The hardest step is in the mind

Over the last couple of years I’ve been running a running business called RaceTeam. The idea of RaceTeam is to provide group training for Half Marathons that educates, motivates and removes all the hurdles that people face so they can be successful in achieving their individual race goals. Due to the success of RaceTeam, we have decided to launch Saturday Runners, an ongoing running group which meets up every Saturday morning for runs around Christchurch. Our vision in designing Saturday Runners is to create a group that caters for all levels of people and to build a community around that. 

As a fitness professional, I am often reminded of how much the general population struggle with exercise but this has been reinforced to me even more since starting these running groups. Just about every day I get emails from people who want to join up but they think they won’t be good enough. They tell me how they love the idea of being a part of a  group and would love to join but they don’t think they will be fit enough. We’ve always known that people are going to be fearful of joining a running group so we’ve designed part of our groups to cater for the total  beginner. Saturday Runners has a beginner group that is for the total newby. Their runs will be around 5km long and our coaches understand that a lot of this group will start out walking a lot of that. This is achievable for just about everyone. So why are people so afraid of joining?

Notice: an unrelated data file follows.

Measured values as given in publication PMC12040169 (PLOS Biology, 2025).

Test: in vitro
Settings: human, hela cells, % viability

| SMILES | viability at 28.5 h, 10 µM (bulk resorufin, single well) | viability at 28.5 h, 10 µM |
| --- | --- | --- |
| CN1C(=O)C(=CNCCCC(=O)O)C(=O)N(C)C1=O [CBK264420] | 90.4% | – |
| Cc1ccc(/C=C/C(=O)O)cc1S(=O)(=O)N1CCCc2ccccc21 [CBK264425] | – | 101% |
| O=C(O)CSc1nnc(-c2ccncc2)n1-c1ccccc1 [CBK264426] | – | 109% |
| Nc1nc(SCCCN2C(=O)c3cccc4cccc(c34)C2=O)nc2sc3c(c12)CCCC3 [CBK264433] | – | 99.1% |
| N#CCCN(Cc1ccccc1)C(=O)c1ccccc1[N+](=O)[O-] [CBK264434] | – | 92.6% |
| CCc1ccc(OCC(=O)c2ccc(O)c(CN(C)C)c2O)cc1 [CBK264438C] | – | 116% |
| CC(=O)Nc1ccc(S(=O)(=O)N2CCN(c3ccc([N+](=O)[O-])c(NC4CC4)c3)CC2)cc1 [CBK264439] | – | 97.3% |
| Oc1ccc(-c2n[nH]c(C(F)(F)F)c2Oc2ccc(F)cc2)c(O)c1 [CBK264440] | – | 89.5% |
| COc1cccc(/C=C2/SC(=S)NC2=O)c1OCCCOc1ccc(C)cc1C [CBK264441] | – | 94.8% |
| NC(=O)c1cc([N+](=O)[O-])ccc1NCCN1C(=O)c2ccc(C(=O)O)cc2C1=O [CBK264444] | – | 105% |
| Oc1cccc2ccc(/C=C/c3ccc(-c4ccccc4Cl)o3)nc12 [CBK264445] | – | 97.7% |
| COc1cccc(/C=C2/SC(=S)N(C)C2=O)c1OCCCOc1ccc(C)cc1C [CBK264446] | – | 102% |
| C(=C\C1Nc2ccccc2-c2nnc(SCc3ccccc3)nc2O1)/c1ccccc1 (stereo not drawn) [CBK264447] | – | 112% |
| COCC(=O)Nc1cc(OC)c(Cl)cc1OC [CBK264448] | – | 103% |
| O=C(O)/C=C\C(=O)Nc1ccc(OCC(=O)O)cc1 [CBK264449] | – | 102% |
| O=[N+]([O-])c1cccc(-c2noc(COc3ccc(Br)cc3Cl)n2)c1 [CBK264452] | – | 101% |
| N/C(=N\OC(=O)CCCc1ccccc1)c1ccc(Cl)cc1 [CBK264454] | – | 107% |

I was talking to a lady called Sandra, a smiley hard training mum, and she mentioned that she wanted to join Saturday Runners and would also like to do RaceTeam this year. In the same sentence she told me that she didn’t think she would be good enough to do it. When we were talking I had a revelation, the reason she doesn’t feel she can do it is because she has no experience in it. Sandra could easily come along to Saturday Runners and achieve success with the beginner group but she has no recent experience in this area so when she imagines herself coming along she thinks the worst. To herself she thinks she’ll be the slowest one there, that everyone else will be miles ahead, she wonders if she’ll even be able to finish, she’s worried that everyone else will be elite athletes and so on. What I do know is that if Sandra came along just once she’d realise that she can achieve this. Sure there will be challenges along the way but it’s not the big scary monster that she has created in her mind.  

Often with fitness the first step is the hardest. Not because it’s literally the physically hardest, it’s the hardest because of what you created in your mind. If you can have the courage to take that step you might just realise that the things you are afraid of aren’t that bad after all, that you might even enjoy them.  

Bevan Eyles